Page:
Before the protesters stepped off to march across campus, a surprise guest arrived. In full costume, Scrappy the Owl ran into the crowd, dropped to one knee and raised a fist in the air. The group was visibly energized by the presence of KSU’s mascot, and the protesters began their march with renewed morale.
The man behind the owl, student Kenneth Sturkey, did not seek KSU’s permission to wear the costume at the protest. In a statement sent on Tuesday, a spokeswoman for KSU confirmed that his appearance at the protest violated the official policy.
“An official request was not made to the department and the department did not provide approval for the mascot’s participation,” the spokeswoman said. “Officials with KSU’s Department of Athletics and University administrators are reviewing the situation to determine whether action may be warranted.”
While Cooper said Scrappy was within his First Amendment rights the protesters will support him, she asked that other athletes avoid wearing their uniforms at future demonstrations.
“By all means still come out and say who you are and who you represent, but just don’t wear your Kennesaw State gear when you come out here,” Cooper said. “That’s the same way that they try to change the narrative to being about Kennesaw than about what the issue really is.”
Reactions on campus
Across the university, students expressed mixed feelings on the subject of whether their cheerleaders should kneel during the anthem.
Sophomore mechanical engineering major Brooks Gillam grew up in a military family, which he said has an influence on his opinion of the issue.
“I understand what they’re trying to convey, but I don’t think that kneeling during the national anthem is the right way to convey that,” Gillam said. “Football at the end of the day is for entertainment.”
A senior public relations major, Esther Osim is a strong supporter of the cheerleaders’ protest.
“I understand it makes some people uncomfortable, but so does police officers killing people and getting off,” Osim said. “A lot of time it’s not a very comfortable environment as a minority, especially as a black female.”
After the cheerleaders’ absence during the playing of the anthem, she said she feels like the university’s administration will step in and interrupt any protest if they disagree with its message.
“I don’t really feel like I have freedom of speech at Kennesaw,” Osim said.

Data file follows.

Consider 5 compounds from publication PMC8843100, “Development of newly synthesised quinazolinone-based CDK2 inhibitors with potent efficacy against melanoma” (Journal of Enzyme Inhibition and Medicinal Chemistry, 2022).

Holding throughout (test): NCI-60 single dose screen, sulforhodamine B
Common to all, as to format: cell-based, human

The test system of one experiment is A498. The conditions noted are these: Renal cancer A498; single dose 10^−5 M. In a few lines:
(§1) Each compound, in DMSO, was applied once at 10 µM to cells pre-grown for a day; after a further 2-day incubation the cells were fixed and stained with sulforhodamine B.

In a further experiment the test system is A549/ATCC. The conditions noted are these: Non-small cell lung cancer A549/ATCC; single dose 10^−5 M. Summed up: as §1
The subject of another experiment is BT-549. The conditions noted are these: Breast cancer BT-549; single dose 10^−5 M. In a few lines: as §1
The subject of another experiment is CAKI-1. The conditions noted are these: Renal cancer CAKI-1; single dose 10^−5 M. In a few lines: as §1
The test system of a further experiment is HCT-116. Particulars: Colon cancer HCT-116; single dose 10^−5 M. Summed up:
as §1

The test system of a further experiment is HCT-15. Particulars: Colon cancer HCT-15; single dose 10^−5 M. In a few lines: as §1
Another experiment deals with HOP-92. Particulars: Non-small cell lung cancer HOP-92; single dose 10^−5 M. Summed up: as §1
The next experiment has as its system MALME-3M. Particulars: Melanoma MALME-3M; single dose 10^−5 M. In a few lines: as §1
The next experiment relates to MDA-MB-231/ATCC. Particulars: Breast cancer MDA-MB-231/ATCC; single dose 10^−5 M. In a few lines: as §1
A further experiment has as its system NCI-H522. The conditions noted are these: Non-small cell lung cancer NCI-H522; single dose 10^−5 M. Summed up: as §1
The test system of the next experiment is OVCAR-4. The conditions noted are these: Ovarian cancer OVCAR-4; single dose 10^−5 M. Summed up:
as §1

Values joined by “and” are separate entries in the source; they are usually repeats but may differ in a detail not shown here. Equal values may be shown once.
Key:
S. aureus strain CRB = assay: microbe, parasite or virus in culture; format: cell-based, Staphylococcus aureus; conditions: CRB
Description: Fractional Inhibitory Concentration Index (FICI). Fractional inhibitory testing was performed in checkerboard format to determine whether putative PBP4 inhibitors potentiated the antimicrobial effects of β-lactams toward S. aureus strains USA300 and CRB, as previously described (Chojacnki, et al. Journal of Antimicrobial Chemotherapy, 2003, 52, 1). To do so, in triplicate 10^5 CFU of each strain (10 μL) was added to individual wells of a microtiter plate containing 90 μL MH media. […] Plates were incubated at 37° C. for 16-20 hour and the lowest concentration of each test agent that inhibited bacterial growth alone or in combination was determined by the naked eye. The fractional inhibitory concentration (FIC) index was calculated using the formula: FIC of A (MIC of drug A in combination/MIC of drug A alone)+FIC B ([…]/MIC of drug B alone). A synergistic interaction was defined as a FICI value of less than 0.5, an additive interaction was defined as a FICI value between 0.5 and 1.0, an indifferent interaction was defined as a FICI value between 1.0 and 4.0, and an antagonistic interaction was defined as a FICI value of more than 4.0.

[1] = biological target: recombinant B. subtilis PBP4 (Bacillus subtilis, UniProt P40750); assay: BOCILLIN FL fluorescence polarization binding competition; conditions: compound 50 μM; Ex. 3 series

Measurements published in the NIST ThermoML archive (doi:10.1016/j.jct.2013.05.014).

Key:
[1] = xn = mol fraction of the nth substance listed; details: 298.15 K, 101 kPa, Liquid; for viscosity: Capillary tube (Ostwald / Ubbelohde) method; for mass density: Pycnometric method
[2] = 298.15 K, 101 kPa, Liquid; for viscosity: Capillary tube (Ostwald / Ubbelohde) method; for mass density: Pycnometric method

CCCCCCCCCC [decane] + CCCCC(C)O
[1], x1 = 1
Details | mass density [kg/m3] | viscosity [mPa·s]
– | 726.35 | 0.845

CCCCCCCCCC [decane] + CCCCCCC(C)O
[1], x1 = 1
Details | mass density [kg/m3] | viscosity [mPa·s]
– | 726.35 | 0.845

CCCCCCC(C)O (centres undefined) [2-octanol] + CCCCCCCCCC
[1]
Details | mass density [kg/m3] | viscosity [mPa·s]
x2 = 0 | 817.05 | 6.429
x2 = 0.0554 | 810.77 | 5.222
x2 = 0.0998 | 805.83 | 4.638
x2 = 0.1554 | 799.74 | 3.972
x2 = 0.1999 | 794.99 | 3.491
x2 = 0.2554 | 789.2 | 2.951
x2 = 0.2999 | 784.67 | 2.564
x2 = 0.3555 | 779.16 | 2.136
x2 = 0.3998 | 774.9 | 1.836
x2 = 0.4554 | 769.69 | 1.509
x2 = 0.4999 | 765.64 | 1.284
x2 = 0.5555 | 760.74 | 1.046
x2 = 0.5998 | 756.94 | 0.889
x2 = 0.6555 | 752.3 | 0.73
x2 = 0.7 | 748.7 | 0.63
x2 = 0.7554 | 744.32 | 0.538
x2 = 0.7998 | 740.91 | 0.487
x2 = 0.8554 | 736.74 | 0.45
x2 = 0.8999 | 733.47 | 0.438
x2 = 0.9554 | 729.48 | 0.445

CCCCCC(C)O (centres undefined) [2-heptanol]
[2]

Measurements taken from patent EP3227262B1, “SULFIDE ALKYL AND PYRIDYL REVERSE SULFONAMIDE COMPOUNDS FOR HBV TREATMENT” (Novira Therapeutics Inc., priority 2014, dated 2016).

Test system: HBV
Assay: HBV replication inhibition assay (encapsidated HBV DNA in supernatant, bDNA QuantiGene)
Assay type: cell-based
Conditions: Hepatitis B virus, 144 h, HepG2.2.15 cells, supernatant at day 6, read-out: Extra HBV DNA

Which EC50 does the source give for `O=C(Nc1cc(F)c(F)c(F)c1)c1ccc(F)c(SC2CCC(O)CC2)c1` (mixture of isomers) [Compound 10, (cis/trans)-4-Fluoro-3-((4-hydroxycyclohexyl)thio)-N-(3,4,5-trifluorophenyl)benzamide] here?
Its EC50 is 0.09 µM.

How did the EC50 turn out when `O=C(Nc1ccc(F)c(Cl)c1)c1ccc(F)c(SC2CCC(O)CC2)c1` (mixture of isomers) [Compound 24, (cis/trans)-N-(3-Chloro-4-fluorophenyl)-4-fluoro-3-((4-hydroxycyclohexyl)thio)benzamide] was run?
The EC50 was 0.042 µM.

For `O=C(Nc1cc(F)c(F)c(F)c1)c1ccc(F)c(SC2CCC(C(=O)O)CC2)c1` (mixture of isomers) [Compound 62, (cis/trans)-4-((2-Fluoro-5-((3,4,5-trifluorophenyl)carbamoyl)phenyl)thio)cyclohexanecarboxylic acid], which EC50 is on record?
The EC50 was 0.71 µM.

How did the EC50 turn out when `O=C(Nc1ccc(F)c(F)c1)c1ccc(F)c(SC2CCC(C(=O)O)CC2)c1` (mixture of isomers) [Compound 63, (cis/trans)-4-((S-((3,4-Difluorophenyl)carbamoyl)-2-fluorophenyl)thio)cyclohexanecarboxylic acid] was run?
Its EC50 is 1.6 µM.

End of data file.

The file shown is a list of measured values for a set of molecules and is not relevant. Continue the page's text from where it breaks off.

Cory Hancock, a senior communication major at KSU, is the editor-in-chief of The Sentinel, the university’s student-run newspaper. Hancock said he has received plenty of feedback about The Sentinel’s coverage of the five cheerleaders and the surrounding protests. Professors have emailed him about using their articles in their classrooms as a discussion of current events.
“It’s really kind of blowing up around campus and a lot of people are talking about it,” Hancock said. “I think that’s really cool to see, especially since they’re using The Sentinel student newspaper as a means of doing that.”
Besides the student population, there are also professors who choose to weigh in on the issue. Chris Martin is an instructor of English who attended Monday’s protest and offered his personal opinions on the topic in an interview.
“I think it’s important, just in general as an instructor, to be supportive of your students,” Martin said.
He writes an opinion column for a regional journal called The New Southerner, and the issues of racial injustice appear often in his articles.
“I think as a white person it’s my— it’s our primary obligation to listen with a degree of humility,” Martin said. “We really need to take what these students and what others are saying seriously — that racism is a problem.”
While he did not offer any particular opinion of KSU’s actions in the case of the cheerleaders, Martin did stress the importance of all colleges and universities allowing students to use their freedom guaranteed by the First Amendment.
“Not just Kennesaw State, I believe any institution should support students when it comes to their free speech rights,” he said.
Looking ahead for the movement
KSU will host its homecoming game Saturday, Oct. 21, at Fifth Third Bank Stadium, and protesters said they will be in attendance, though they would not give any specific details in an interview.
Shlondra Young, one of the five cheerleaders, said she is thankful for the support from protesters.
“Anywhere that anybody is showing us support, we plan on being there,” Young said.
Though the cheerleaders have been removed from the field while the anthem is played, Young said she and the other four protesters continue to kneel in the tunnel.
“They can move us,” she said, “however they won’t silence us.”